Modeling the Spatial Distribution and Fruiting Pattern of a Key Tree Species in a Neotropical Forest: Methodology and Potential Applications
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Background -- The movement patterns of wild animals depend crucially on the spatial and temporal availability of resources in their habitat. To date, most attempts to model this relationship were forced to rely on simplified assumptions about the spatiotemporal distribution of food resources. Here we demonstrate how advances in statistics permit the combination of sparse ground sampling with remote sensing imagery to generate biological relevant, spatially and temporally explicit distributions of food resources. We illustrate our procedure by creating a detailed simulation model of fruit production patterns for Dipteryx oleifera, a keystone tree species, on Barro Colorado Island (BCI), Panama. Methodology and Principal Findings -- Aerial photographs providing GPS positions for large, canopy trees, the complete census of a 50-ha and 25-ha area, diameter at breast height data from haphazardly sampled trees and long-term phenology data from six trees were used to fit 1) a point process model of tree spatial distribution and 2) a generalized linear mixed-effect model of temporal variation of fruit production. The fitted parameters from these models are then used to create a stochastic simulation model which incorporates spatio-temporal variations of D. oleifera fruit availability on BCI. Conclusions and Significance -- We present a framework that can provide a statistical characterization of the habitat that can be included in agent-based models of animal movements. When environmental heterogeneity cannot be exhaustively mapped, this approach can be a powerful alternative. The results of our model on the spatio-temporal variation in D. oleifera fruit availability will be used to understand behavioral and movement patterns of several species on BCI.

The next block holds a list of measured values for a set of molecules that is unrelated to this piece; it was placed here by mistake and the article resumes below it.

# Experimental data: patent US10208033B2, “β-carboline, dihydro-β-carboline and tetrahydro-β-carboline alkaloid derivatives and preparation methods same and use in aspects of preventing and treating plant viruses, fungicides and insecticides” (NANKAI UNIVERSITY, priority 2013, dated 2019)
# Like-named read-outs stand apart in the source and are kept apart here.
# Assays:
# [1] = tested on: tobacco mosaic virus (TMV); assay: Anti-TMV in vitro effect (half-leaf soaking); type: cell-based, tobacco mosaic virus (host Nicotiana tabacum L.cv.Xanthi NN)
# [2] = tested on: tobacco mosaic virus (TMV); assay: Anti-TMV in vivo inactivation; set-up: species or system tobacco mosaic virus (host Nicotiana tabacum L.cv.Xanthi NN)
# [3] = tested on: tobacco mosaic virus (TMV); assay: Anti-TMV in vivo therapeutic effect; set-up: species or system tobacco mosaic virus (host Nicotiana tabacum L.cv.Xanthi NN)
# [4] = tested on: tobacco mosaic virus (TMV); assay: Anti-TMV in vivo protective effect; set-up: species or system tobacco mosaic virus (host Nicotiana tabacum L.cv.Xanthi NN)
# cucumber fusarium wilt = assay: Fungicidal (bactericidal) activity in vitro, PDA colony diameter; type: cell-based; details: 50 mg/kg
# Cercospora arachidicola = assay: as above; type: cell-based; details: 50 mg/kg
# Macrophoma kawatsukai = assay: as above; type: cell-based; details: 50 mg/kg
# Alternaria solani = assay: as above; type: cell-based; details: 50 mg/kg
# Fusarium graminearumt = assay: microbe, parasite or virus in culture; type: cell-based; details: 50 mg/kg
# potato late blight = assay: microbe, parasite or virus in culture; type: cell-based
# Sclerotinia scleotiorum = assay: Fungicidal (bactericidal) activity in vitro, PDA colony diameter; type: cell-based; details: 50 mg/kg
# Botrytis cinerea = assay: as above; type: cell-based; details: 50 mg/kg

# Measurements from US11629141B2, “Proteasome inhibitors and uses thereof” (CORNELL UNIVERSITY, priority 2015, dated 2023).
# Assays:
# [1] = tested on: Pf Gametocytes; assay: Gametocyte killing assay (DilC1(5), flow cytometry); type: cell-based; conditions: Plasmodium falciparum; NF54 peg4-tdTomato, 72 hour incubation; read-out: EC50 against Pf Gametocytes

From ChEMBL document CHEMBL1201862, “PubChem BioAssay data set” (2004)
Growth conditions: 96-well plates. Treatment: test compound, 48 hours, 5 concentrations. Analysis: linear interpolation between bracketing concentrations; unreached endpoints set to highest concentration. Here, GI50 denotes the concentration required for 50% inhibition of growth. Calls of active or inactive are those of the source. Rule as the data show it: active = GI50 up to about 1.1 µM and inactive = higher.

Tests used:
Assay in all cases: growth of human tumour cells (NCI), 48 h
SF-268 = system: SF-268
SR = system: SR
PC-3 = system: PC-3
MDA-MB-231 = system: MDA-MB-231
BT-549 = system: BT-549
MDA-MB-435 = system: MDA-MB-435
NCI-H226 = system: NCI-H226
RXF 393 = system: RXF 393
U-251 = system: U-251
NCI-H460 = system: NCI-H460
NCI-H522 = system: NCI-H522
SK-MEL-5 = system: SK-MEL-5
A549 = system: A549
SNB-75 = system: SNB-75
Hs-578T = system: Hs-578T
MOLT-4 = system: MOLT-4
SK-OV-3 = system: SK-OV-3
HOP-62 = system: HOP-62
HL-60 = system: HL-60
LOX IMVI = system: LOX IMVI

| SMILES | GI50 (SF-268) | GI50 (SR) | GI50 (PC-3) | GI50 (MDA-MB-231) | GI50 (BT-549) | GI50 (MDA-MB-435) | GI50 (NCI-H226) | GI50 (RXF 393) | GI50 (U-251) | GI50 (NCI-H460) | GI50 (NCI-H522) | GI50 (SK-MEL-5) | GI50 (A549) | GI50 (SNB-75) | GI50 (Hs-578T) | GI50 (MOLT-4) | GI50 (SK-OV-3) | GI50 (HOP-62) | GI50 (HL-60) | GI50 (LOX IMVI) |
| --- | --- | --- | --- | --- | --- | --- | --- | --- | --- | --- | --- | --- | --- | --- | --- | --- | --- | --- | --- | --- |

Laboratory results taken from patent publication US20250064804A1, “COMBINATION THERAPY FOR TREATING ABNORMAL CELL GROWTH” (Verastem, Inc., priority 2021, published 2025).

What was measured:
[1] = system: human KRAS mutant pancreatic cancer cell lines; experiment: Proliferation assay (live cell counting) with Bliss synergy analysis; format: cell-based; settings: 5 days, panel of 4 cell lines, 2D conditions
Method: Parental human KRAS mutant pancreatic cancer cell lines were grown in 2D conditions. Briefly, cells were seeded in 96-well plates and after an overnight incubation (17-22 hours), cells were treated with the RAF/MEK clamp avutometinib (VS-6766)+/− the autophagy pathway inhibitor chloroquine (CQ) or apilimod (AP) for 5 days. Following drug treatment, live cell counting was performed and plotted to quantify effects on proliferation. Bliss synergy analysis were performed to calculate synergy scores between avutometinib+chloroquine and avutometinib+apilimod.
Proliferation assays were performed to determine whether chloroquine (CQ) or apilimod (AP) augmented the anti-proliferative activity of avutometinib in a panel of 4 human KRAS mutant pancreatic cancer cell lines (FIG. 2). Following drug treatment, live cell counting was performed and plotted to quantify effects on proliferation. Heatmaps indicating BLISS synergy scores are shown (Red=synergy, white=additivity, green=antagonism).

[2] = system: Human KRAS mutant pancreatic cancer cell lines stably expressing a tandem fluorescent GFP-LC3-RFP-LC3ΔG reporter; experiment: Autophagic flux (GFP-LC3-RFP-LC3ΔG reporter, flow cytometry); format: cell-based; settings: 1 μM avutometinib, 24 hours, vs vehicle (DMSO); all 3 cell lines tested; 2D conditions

Damien Caillaud is with UT Austin and Max Planck Institute for Evolutionary Anthropology; Margaret C. Crofoot is with the Smithsonian Tropical Research Institute, Max Planck Institute for Ornithology, and Princeton University; Samuel V. Scarpino is with UT Austin; Patrick A. Jansen is with the Smithsonian Tropical Research Institute, Wageningen University, and University of Groningen; Carol X. Garzon-Lopez is with University of Groningen; Annemarie J. S. Winkelhagen is with Wageningen University; Stephanie A. Bohlman is with Princeton University; Peter D. Walsh is with VaccinApe.
CitationCaillaud D, Crofoot MC, Scarpino SV, Jansen PA, Garzon-Lopez CX, et al. (2010) Modeling the Spatial Distribution and Fruiting Pattern of a Key Tree Species in a Neotropical Forest: Methodology and Potential Applications. PLoS ONE 5(11): e15002. doi:10.1371/journal.pone.0015002
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